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Phylum Mollusca > Class Bivalvia
Ark clams
Family Arcidae
updated May 2020

if you learn only 3 things about them ...
Some species of ark clams have tiny hairs on the shell.
Their bodies are red because they have haemoglobin just like us.
Ark clams can cause cholera, hepatitis A and food poisoning.

Where seen? Among our favourite seafood, ark clams are still seen on some undisturbed Northern shores. In Singapore, they are also called 'see-ham'. On some shores, some species can still be found in large groups. Usually on muddy shores where freshwater streams reach the sea.

What are ark clams? Ark clams belong to Family Arcidae. There are 200 species of ark clams, many of them eaten extensively by people everywhere.

Features: 3-5cm. The two-part shell is sturdy and often squarish. Some species have clear ribs, others may be smooth. Members of this family of clams have a straight hinge with many equal-sized teeth, called the taxodont hinge. Some species of ark clams have shells covered in little brown hairs (called the periostracum). Some species burrow in the mud or sand or simply lie on the surface in heaps. Others live alone attached under stones. Some species produce byssus threads to attach themselves to hard surfaces.

Unlike most other bivalves, some ark clam species have bodies that are orange or reddish. This is due to the presence of haemoglobin, the same substance that colours our own blood red too. Haemoglobin assists in transporting oxygen within the body and help ark clams thrive in oxygen-poor habitats.

What do they eat? Like most other bivalves, ark clams are filter feeders. At high tide, they open their shells a little. They then generate a current of water through the shell and sieve out the food particles with enlarged gills. When the tide goes out, they clamp up their shells tightly with a strong muscle to prevent water loss.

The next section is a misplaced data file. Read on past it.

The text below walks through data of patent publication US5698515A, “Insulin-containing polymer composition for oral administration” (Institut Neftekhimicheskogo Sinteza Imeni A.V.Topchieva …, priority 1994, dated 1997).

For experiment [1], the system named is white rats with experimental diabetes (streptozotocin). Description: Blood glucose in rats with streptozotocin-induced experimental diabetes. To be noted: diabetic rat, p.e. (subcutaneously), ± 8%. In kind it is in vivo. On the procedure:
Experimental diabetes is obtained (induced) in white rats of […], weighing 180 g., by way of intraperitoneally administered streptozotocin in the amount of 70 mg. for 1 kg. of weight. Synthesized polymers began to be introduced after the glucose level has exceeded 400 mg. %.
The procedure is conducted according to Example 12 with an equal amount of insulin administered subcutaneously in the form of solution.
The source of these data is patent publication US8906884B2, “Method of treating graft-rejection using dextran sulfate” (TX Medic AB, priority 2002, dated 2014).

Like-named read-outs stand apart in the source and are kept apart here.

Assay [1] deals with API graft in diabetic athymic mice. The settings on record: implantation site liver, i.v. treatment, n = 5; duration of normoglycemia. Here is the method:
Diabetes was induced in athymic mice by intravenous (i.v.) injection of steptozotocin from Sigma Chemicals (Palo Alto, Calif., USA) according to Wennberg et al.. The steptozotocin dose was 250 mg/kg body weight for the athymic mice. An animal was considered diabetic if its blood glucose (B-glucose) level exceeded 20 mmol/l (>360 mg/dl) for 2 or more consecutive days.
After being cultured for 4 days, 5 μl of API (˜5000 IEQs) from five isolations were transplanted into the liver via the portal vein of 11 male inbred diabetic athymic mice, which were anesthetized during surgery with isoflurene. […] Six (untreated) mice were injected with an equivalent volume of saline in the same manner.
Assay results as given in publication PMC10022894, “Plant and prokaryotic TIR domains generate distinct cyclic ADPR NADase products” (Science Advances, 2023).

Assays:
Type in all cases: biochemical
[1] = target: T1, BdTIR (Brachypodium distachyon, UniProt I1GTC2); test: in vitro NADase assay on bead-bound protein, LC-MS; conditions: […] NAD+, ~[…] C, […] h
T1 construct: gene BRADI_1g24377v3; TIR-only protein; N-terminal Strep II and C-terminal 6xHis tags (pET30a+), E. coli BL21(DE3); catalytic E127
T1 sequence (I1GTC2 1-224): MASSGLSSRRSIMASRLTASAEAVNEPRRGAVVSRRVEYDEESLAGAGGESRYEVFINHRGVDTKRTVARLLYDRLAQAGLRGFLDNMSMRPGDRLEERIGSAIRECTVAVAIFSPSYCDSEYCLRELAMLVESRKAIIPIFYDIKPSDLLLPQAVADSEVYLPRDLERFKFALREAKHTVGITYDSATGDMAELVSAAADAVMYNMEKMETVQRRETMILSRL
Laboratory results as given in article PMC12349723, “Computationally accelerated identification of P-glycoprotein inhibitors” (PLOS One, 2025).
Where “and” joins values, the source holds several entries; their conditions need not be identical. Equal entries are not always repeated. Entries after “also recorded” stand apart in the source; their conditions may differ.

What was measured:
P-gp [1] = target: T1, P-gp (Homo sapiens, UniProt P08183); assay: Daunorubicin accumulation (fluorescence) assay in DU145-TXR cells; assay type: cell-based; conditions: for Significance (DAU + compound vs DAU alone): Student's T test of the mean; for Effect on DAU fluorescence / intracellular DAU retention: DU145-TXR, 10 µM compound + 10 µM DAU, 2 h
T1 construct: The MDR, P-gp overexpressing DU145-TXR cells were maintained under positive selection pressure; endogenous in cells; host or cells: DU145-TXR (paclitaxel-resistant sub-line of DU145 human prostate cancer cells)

Human uses: Ark clams are relished in many local favourites such as fried kway teow and laksa. However, ark clams may be affected by red tide and other harmful algal blooms. They are also linked to cholera, hepatitis A and dysenteric shellfish poisoning. Ark clams are farmed in some places for sale as seafood.

Status and threats: None of our ark clams are listed among the threatened animals of Singapore. However, like other creatures of the intertidal zone, they are affected by human activities such as reclamation and pollution. Trampling by careless visitors and over-collection can also affect local populations of young clams.

Some Ark clams on Singapore shores


Family Arcidae recorded for Singapore
from Tan Siong Kiat and Henrietta P. M. Woo, 2010 Preliminary Checklist of The Molluscs of Singapore.
^from WORMS
+from The Biodiversity of Singapore, Lee Kong Chian Natural History Museum.

  Family Arcidae
  Anadara sp.
Anadara antiquata
Anadara auriculata
Anadara granosa=^Tegillarca granosa
(See-ham or Blood cockle)
+Anadara gubernaculum
Anadara inaequivalvis
Anadara indica
Anadara nodifera
Anadara trapezia

Arca avellana=^Arca patriarchalis
Arca navicularis
Arca ventricosa

Barbatia sp. (Barbatia ark clams)
Barbatia amygdalumtostum
Barbatia foliata
Barbatia grayana
Barbatia lacerata
Barbatia obliquata
Barbatia plicata
Barbatia signata
Barbatia tenella=^Calloarca tenella

Scapharca gubernaculum=^Anadara gubernaculum
Scapharca rufescens
Scapharca secticostata

Trisidos semitorta
Trisidos tortuosa



  • Tan Siong Kiat and Henrietta P. M. Woo, 2010 Preliminary Checklist of The Molluscs of Singapore (pdf), Raffles Museum of Biodiversity Research, National University of Singapore.
  • Tan, K. S. & L. M. Chou, 2000. A Guide to the Common Seashells of Singapore. Singapore Science Centre. 160 pp.
  • Wee Y.C. and Peter K. L. Ng. 1994. A First Look at Biodiversity in Singapore. National Council on the Environment. 163pp.
  • Ng, P. K. L. & Y. C. Wee, 1994. The Singapore Red Data Book: Threatened Plants and Animals of Singapore. The Nature Society (Singapore), Singapore. 343 pp.
  • Abbott, R. Tucker, 1991. Seashells of South East Asia. Graham Brash, Singapore. 145 pp.
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